Type 2 diabetes happens when the pancreas inside the body is unable to make sufficient or working levels of the hormone insulin. As a result, cells are unable to absorb sugar thereby leading to an increase of sugar in the bloodstream. Smelly breath could indicate your blood sugar levels are out of control, but what would it smell like?
Health Guide and Self-Care Checker Your.MD state high blood sugar levels is medically termed hyperglycaemia.
Uncontrolled blood sugar levels becomes a medical emergency when someone begins to show symptoms of diabetic ketoacidosis.
Diabetic ketoacidosis (DKA) is a dangerous complication of diabetes caused by a lack of insulin in the body.
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Following this, the body begins to break down fat as energy (instead of sugar).
This happens because cells aren’t able to absorb sugar as energy, so it looks for an alternative source.
As a result, a build-up of ketones takes place which can easily disrupt bodily functions.
Left untreated, potentially fatal consequences can occur, such as a coma and swelling of the brain.
What are the symptoms of DKA?
One symptom of DKA is have a fruity smell on your breath, which may smell like pear drops or nail varnish.
Another symptom, according to Your.MD, is drowsiness or confusion.
As is nausea or vomiting, stomach pain, hyperventilation (rapid breathing) and dehydration.
Unconsciousness could also be a telling sign of DKA.
To get type 2 diabetes under control more quickly, it’s important to check your blood sugar levels at least once a day.
The number of times you need to keep an eye on your blood sugar levels will depend on the status of your health and daily demands.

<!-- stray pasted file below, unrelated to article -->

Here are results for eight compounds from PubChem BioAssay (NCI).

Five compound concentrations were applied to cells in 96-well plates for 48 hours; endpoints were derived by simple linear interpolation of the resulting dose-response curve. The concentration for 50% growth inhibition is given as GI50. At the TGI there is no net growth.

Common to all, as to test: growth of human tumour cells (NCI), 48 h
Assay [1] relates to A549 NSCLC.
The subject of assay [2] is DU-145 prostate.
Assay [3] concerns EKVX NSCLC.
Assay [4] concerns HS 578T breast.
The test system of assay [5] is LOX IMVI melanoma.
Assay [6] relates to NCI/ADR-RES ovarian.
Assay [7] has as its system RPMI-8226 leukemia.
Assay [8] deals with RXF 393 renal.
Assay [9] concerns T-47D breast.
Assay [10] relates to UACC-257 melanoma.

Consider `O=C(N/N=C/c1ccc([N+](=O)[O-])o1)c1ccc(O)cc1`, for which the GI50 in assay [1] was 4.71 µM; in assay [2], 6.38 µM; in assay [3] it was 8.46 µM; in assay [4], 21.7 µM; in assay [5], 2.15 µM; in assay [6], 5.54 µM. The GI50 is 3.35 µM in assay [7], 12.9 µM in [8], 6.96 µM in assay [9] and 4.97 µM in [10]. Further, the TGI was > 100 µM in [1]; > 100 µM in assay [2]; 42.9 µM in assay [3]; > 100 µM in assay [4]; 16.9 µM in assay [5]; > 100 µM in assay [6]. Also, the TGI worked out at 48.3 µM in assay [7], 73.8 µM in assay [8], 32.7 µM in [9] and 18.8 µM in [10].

A discussion with your GP about your diabetes should answer this question for you individually.
It may also be useful to be aware of symptoms that highlight high blood sugar levels.
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The NHS states symptoms of hyperglycemia tends to develop slowly over a few days or weeks.
Symptoms of hyperglycemia can include:
- Needing to pee frequently
- Blurred vision
- Unintentional weight loss
- Recurrent infections, such as thrush, bladder infections (cystitis) and skin infections
A variety of things can trigger an increase in blood sugar levels in people with diabetes.
These can include stress, the common cold, a lack of exercise and missing a dose of your diabetes medicine.
The NHS recommends the following tips to prevent hyperglycemia.
Firstly, the national health body advises you to stick to your diabetes treatment plan.
Secondly, it adds to “be careful what you eat”, particularly paying attention to how “sugary foods or carbohydrates can affect your blood sugar levels”.
Thirdly, it states to “be as active as possible” by doing “regular exercise”.
Lastly, the NHS suggests to take extra care when you’re ill.
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